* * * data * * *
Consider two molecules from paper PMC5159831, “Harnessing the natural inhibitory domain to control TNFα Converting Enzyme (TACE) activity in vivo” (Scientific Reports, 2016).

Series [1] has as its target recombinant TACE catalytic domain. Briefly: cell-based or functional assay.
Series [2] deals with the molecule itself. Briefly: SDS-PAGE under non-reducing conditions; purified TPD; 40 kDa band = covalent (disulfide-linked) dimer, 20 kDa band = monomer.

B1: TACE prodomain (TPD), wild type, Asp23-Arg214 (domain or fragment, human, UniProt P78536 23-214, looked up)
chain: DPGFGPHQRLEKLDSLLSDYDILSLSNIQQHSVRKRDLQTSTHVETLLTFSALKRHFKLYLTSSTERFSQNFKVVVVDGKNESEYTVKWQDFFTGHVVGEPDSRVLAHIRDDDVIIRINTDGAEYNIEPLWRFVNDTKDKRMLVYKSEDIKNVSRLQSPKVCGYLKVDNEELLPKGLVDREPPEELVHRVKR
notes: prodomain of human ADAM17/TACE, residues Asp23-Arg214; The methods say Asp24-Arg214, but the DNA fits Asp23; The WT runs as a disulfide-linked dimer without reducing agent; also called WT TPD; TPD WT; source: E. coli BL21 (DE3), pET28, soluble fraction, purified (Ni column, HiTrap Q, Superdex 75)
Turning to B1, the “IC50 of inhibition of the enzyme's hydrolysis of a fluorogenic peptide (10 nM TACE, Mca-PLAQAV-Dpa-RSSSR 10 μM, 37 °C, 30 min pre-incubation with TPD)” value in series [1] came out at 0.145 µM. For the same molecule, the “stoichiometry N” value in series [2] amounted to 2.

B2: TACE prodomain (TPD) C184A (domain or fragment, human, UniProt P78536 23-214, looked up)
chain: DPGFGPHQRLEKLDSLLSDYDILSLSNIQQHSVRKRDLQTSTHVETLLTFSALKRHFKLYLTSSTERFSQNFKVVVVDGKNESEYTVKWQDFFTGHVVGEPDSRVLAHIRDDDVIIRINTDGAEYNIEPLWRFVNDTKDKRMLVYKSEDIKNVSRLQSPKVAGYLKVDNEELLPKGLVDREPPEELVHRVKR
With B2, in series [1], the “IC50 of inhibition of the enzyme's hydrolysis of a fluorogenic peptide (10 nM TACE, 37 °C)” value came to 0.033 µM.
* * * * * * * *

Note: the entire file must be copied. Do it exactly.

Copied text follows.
Consider two molecules from paper PMC5159831, “Harnessing the natural inhibitory domain to control TNFα Converting Enzyme (TACE) activity in vivo” (Scientific Reports, 2016).

Series [1] has as its target recombinant TACE catalytic domain. Briefly: cell-based or functional assay.
Series [2] deals with the molecule itself. Briefly: SDS-PAGE under non-reducing conditions; purified TPD; 40 kDa band = covalent (disulfide-linked) dimer, 20 kDa band = monomer.

B1: TACE prodomain (TPD), wild type, Asp23-Arg214 (domain or fragment, human, UniProt P78536 23-214, looked up)
chain: DPGFGPHQRLEKLDSLLSDYDILSLSNIQQHSVRKRDLQTSTHVETLLTFSALKRHFKLYLTSSTERFSQNFKVVVVDGKNESEYTVKWQDFFTGHVVGEPDSRVLAHIRDDDVIIRINTDGAEYNIEPLWRFVNDTKDKRMLVYKSEDIKNVSRLQSPKVCGYLKVDNEELLPKGLVDREPPEELVHRVKR
notes: prodomain of human ADAM17/TACE, residues Asp23-Arg214; The methods say Asp24-Arg214, but the DNA fits Asp23; The WT runs as a disulfide-linked dimer without reducing agent; also called WT TPD; TPD WT; source: E. coli BL21 (DE3), pET28, soluble fraction, purified (Ni column, HiTrap Q, Superdex 75)
Turning to B1, the “IC50 of inhibition of the enzyme's hydrolysis of a fluorogenic peptide (10 nM TACE, Mca-PLAQAV-Dpa-RSSSR 10 μM, 37 °C, 30 min pre-incubation with TPD)” value in series [1] came out at 0.145 µM. For the same molecule, the “stoichiometry N” value in series [2] amounted to 2.

B2: TACE prodomain (TPD) C184A (domain or fragment, human, UniProt P78536 23-214, looked up)
chain: DPGFGPHQRLEKLDSLLSDYDILSLSNIQQHSVRKRDLQTSTHVETLLTFSALKRHFKLYLTSSTERFSQNFKVVVVDGKNESEYTVKWQDFFTGHVVGEPDSRVLAHIRDDDVIIRINTDGAEYNIEPLWRFVNDTKDKRMLVYKSEDIKNVSRLQSPKVAGYLKVDNEELLPKGLVDREPPEELVHRVKR
With B2, in series [1], the “IC50 of inhibition of the enzyme's hydrolysis of a fluorogenic peptide (10 nM TACE, 37 °C)” value came to 0.033 µM.